• Hi Ali.  One of the things that we do that has really cut down on impulse buys is to use the order online purchase then pick up at the grocery store.  We were meal planners before, but it never failed that we would always find little things that we wanted that wound up in the basket.  They add up.  Our grocery store charges $4.99 to do the shopping for you.  It's only a 4 hour lead time.  We choose our window when to pick up and they bring the groceries right to the car.  We have saved on average about $20/week since switching to the curbside pick up.  We have only had a couple of times where we have gotten produce or meat that was not the freshest in the store.  In those cases, we take them back and they gladly exchange them.  Hope this tip helps!

    Reply Like
  • Attention Canadian Shoppers:

    Check out the app FLASHFOOD for clearance foods at The Real Canadian Superstores. I’ve been stocking my freezer to feed my boys using this app. How does it work? You look for stores near you to see what they have on offer. You attach your CC and purchase the food on the app. Then you go to Customer Service and tell them you have Flashfood pickups. They get their device and say your name & the items. Then you get them out of the Flashfood freezer. They are always so courteous since you are taking the items home instead of them being wasted. Food is close to expiry, so you use it immediately or freeze it. 

    My awesome purchases: packs of sausages for $1.50; club packs of turkey slices for $1.50, 500mL Greek/Skyr yogurt $0.44, blocks of cheese $2, Farmers Markets pies $1. I’m getting choosey. Lol Most foods are 75% or more off. The Skyr yogurt for example, I was price matching to get for $4, and I bought 5 for $0.44 each. Then I freeze, defrost, and spoon them into mason jars with berries & cinnamon for 3 days of snacks.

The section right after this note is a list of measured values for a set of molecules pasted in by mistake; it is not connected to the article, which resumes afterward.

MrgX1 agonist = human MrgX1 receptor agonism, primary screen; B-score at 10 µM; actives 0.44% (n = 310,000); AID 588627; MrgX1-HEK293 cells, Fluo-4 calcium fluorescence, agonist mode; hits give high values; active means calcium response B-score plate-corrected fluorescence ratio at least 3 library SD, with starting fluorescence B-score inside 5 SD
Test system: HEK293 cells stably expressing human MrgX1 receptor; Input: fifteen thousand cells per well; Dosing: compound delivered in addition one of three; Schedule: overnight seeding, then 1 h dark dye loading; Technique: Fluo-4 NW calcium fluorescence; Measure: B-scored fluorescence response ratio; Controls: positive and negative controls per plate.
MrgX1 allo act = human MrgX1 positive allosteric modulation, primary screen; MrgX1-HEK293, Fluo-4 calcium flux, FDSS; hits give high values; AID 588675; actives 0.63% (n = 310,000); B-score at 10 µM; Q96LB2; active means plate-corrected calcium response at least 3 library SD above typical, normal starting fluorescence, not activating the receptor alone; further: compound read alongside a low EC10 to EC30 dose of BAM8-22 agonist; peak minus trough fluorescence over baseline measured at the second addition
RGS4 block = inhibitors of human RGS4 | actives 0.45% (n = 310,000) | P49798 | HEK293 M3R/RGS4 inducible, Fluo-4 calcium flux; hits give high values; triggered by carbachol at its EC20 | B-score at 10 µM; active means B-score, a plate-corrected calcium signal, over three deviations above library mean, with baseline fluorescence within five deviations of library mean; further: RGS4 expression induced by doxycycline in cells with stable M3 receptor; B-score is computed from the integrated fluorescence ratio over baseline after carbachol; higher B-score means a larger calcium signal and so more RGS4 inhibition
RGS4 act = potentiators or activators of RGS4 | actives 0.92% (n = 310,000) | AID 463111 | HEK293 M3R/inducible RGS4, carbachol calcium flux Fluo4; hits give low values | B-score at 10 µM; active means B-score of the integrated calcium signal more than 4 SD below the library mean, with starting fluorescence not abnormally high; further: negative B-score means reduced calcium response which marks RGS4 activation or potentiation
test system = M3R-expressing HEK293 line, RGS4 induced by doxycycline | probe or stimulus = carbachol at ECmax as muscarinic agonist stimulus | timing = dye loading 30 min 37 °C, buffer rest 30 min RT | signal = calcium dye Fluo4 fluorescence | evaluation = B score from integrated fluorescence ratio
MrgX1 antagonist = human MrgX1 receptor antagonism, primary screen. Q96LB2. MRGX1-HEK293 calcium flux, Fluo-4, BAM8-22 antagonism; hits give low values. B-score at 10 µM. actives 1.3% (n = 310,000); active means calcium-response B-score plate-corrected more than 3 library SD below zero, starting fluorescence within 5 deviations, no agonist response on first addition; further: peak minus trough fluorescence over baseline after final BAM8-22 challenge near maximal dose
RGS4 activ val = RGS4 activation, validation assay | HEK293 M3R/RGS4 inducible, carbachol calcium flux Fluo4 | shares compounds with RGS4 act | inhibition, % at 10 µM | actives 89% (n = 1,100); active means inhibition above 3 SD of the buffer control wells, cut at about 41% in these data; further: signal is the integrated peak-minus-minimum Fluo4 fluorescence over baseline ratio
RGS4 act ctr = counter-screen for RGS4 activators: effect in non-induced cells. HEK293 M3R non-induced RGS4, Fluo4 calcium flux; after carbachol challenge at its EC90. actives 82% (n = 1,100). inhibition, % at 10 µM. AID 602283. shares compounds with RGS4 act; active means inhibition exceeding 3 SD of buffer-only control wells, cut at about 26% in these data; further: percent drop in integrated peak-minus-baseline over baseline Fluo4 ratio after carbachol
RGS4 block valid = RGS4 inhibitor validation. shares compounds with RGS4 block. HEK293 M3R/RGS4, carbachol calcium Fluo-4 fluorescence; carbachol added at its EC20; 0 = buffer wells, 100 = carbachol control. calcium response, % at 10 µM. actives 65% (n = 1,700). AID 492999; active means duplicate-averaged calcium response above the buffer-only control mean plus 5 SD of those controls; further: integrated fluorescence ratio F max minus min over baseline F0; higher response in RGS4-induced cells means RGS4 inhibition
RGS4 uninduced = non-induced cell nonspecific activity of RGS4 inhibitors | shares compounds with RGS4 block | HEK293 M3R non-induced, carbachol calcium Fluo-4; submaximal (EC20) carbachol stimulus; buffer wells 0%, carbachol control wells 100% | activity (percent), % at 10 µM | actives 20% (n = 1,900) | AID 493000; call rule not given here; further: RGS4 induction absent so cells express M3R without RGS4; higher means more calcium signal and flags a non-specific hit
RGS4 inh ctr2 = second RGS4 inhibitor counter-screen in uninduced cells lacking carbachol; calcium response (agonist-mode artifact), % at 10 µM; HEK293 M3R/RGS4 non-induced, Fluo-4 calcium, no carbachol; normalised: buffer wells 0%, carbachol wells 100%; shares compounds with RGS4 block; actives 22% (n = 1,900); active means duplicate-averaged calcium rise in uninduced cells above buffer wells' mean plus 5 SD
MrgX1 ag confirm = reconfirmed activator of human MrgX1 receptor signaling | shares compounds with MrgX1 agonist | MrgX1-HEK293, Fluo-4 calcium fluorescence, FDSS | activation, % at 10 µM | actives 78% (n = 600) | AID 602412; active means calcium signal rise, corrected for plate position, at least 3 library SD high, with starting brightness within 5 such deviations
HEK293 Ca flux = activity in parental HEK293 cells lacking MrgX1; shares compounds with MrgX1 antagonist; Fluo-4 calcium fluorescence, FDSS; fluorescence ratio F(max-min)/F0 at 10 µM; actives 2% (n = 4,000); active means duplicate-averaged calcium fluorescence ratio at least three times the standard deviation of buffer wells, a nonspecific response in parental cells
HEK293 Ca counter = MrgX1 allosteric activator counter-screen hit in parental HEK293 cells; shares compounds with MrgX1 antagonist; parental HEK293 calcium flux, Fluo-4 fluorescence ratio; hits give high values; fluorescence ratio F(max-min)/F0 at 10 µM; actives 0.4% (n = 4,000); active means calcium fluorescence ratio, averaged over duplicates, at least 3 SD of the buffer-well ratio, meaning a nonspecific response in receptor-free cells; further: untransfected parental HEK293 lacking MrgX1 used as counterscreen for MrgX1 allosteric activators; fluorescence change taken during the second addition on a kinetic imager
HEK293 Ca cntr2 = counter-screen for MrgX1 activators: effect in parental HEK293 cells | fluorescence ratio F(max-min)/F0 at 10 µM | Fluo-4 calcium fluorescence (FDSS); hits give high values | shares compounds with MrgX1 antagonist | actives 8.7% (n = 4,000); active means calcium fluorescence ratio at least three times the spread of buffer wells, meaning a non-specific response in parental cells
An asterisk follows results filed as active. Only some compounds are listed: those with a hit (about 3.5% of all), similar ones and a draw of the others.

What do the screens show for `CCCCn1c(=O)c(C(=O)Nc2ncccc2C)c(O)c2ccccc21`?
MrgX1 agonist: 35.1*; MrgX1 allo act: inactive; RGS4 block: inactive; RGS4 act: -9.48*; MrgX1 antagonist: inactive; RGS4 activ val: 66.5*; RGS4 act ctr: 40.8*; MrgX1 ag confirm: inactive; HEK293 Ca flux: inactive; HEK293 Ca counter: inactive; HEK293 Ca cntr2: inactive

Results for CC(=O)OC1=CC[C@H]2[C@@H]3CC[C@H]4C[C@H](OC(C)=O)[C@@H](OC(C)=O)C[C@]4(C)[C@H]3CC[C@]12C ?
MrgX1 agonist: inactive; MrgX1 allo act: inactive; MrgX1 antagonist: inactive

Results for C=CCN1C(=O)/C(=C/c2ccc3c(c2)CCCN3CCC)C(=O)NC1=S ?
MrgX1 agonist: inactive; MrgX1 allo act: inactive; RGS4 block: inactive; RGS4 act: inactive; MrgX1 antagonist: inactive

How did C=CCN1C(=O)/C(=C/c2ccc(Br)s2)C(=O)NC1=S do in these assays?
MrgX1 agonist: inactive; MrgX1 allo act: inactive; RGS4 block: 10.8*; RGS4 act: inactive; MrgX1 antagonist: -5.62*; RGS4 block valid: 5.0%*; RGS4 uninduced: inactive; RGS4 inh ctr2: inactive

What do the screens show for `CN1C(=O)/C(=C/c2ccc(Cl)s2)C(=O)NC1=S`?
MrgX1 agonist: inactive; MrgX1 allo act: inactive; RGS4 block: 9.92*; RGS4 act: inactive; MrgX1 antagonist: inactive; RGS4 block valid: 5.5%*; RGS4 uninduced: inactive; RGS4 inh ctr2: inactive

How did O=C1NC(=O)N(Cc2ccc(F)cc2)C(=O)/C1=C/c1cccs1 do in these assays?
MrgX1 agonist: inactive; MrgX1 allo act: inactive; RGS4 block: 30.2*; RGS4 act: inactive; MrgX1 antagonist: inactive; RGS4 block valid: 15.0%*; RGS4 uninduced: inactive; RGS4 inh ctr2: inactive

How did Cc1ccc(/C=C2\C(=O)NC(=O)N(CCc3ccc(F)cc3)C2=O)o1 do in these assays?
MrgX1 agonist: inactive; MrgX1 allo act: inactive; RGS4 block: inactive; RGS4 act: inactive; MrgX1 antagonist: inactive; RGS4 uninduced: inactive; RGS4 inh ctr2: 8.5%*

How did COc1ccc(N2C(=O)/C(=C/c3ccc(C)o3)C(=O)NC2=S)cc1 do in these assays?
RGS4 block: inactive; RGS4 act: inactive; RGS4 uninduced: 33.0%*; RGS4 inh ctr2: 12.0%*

If you're interested, use my invite code for $5 off your first purchase. Warning, it starts to become addictive and you will never want to pay full price again!! 

     https://flashfood.app.link/AKUIOGQWx1

    Reply Like 2
      • HappyDance
      • YNABing consistently since 2014
      • HappyDance
      • 3 days ago
      • 1
      • Reported - view

      Purple Foal 

      I do check out FlashFood for what's listed in the Superstores within reasonable driving distance from me, especially on grocery shopping day, just in case the few items on my grocery list might be available.

      Last week there were containers of cottage cheese for 50 cents (usually $4), and litres of Kefir for $1 (usually $5).

      Anybody who was around for my cottage cheese cost rants on the old forum or my Cottage Cheese InstantPot Caper post will know I was exercising extreme restraint when I passed on a FlashFood offering of 50-cent containers of cottage cheese because it wasn't on my meal plan and I'm seriously in  eat-down-the-freezer-and-pantry mode right now. 

      Reply Like 1
      • Purple Foal
      • Purple_Foal.3
      • 2 days ago
      • 1
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      HappyDance That's great that you are sticking to your meal plan. I've stocked my freezer & am planning meals around what I have. Very addictive but then I get very choosey too!! :)

      Reply Like 1